Technically it shouldn't change the quality if the main file is higher resolution, in fact you only get benefits from this besides (maybe) the computer's performance. It's also quite practical if the elements of design are bigger; they can easily be used again for other banners requiring the same montage... even small print projects! Retina and web projects at high resolution use the same workflow as if you prepare print projects; ideally you start with the biggest size project and can then save time using the same files but smaller. This way you don't need to do the same layout 2-3-4 times!

It just makes sense to create any design at higher resolution anyway, high density or not.

"Size" is often confusing, there's the pixel units and there's the other values that can be used.

When the people you work with asked you to create a high resolution 360ppi, they obviously prefer you to keep the same size and increase the resolution! This way it also increases the pixel size.

not same size

Same picture, same "size", different resolution:

The high resolution one, more pixels.

Mr T high resolution

The low resolution one, less pixels.

Mr T low resolution

If it's easier for you to calculate the number of pixels and multiply the total by 2-3-4 to get the right dimension, that's alright.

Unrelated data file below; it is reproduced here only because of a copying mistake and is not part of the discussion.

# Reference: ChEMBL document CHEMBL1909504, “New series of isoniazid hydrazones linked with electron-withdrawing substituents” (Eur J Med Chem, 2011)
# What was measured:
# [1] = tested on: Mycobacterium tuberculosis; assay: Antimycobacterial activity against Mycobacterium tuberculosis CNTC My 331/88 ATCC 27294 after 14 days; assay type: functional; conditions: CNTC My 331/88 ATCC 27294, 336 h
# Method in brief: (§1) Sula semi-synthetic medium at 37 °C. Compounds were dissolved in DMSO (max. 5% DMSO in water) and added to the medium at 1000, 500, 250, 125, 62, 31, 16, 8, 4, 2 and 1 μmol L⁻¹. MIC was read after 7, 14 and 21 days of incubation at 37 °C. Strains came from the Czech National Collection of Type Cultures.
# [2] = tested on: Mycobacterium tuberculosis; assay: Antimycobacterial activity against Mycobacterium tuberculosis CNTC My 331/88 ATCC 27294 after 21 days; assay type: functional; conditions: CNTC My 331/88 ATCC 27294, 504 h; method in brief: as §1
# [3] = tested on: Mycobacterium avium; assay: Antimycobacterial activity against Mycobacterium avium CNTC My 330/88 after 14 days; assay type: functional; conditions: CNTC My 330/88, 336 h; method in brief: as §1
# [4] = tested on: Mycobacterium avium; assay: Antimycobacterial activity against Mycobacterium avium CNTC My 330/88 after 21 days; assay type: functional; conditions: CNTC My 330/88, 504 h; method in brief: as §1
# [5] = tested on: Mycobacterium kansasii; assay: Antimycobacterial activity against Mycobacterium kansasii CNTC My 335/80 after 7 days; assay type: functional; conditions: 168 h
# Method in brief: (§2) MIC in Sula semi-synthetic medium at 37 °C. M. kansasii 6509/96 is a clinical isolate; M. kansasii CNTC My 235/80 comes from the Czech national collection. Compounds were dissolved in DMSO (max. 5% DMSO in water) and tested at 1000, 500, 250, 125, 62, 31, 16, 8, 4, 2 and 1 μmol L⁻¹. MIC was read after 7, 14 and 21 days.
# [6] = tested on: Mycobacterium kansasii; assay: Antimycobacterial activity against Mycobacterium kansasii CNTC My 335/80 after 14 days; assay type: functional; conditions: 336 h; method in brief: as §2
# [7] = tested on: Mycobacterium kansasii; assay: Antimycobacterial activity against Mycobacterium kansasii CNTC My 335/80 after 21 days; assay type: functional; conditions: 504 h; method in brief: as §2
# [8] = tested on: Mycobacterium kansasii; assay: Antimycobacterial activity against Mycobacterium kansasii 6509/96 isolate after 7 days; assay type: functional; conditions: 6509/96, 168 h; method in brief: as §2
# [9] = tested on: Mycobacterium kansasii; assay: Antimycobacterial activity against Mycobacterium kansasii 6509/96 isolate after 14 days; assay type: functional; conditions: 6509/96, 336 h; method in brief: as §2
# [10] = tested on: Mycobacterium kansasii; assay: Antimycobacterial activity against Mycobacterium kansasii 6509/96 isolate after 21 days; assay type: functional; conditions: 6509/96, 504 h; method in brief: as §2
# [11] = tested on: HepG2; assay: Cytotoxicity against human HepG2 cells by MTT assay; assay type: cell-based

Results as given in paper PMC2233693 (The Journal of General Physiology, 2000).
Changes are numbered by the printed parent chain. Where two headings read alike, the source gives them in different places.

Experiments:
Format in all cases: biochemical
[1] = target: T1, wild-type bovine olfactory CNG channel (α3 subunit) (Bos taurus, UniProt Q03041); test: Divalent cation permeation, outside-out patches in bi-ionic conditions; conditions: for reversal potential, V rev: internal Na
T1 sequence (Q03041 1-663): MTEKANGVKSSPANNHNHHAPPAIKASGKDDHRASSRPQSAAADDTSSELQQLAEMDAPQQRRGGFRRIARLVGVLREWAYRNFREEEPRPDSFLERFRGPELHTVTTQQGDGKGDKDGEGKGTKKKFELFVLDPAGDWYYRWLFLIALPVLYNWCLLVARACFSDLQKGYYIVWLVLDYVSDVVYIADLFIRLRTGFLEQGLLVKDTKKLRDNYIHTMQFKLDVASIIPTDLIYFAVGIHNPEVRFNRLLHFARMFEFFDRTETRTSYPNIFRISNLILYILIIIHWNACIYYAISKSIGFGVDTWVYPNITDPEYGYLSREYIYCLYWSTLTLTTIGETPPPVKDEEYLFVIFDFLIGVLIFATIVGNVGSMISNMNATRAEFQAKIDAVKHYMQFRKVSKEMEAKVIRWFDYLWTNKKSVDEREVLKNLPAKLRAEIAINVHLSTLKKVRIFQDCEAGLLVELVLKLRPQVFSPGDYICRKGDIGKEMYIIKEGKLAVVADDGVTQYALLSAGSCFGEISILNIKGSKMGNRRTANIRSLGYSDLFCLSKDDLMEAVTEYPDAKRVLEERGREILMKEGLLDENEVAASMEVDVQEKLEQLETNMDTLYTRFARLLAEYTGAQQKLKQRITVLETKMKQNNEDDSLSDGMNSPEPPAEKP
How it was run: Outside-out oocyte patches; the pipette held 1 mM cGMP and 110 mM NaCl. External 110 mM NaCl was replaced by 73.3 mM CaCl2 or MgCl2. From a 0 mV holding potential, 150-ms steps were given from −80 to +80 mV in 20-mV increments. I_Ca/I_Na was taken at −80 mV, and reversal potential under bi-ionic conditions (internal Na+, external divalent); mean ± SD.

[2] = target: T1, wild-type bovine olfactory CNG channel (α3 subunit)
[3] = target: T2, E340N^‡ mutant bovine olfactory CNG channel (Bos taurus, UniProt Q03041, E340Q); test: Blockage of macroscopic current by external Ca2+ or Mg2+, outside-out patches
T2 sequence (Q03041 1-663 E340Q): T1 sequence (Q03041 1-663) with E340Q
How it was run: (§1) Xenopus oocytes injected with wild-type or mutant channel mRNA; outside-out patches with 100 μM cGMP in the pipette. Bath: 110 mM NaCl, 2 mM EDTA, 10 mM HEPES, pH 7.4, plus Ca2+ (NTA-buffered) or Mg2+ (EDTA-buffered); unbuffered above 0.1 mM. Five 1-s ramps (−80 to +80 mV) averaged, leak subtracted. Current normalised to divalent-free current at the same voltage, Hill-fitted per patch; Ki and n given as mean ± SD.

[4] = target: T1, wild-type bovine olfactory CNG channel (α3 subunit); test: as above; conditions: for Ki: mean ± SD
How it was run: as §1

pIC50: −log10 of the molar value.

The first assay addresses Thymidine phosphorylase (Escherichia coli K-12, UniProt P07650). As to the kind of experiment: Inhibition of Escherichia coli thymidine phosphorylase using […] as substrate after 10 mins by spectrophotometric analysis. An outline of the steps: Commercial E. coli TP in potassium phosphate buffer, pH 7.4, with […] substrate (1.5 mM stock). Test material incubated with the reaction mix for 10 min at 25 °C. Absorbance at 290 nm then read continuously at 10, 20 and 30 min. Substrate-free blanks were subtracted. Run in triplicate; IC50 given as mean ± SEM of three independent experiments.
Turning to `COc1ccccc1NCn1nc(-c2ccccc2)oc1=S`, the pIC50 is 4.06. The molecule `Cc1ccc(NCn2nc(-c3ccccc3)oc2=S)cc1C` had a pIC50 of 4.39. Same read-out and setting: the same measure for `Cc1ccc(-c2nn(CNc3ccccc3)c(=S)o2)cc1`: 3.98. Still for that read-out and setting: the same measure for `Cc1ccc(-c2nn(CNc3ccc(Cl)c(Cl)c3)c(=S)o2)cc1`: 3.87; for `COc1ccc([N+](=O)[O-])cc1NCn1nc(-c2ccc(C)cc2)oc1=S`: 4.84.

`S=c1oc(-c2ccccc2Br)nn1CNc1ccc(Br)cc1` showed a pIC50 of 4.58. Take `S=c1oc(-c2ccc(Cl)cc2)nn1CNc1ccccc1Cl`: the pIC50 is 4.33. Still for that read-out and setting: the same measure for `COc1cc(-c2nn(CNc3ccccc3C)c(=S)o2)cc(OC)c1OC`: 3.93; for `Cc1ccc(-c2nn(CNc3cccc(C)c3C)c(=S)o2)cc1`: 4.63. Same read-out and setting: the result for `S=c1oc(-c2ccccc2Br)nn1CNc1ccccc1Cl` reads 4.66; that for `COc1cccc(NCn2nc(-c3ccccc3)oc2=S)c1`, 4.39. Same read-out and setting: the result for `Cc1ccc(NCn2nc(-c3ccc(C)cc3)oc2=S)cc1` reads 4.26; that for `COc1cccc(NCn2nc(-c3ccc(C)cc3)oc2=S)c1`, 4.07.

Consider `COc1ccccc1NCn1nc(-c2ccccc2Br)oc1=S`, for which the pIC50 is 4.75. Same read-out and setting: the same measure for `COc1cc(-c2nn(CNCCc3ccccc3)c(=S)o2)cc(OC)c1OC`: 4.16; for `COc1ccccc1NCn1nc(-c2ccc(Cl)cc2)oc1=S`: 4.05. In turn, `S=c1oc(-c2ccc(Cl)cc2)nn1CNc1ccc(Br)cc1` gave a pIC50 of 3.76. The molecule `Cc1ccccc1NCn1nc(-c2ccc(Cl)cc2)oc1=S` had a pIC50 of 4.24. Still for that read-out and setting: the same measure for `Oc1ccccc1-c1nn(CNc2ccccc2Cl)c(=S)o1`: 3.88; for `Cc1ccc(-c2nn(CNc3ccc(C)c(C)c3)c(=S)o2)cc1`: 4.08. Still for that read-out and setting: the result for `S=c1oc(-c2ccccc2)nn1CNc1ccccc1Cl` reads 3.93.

Some people like to start their canvas at the normal 72dpi and then simply resample it to 360dpi (for example) before they start their work.

  • Note that while 2x is popular, it's not a standard. There's lots of 1.3x and 3x devices as well: dpi.lv
    – DA01
    Commented Aug 13, 2015 at 21:21
  • Obviously, I meant the mockup he referred to named "@2x"... eg. higher resolution files will become a standard. Let's just make dev and designers already do responsive, mobile and the @2x first. Lot of sites are not even there yet. I'm sure you know people who "always"do it perfectly but the vast internet isn't that perfect... yet!
    – go-junta
    Commented Aug 13, 2015 at 21:40
  • When you're working with primarily vector shapes, I don't think that's true... It's much easier to scale up in even multiples than it is to try to scale back down to 72ppi. Lines land on half-pixels, stokes get wonky, font-sizes don't degrade evenly...etc. Commented Aug 14, 2015 at 13:52
  • I get that it's becoming a trend in the industry... what I challenge though is that there's any benefit to it. A mockup is simply a picture of a website, it's not the end product that will actually be displayed on the end-user device. It's likely that mockups will never leave a 72ppi screen. Commented Aug 14, 2015 at 13:55
  • @AaronBenjamin that's a good point and probably a different discussion. If we're talking about these being purely sketches to communicate the visual design, I agree with you totally. No need to worry about all these resolutions. However, many times, these types of mockups are actually used by developers in some workflows. At which point, it can be a benefit planning for the hi-res mocks.
    – DA01
    Commented Aug 14, 2015 at 15:16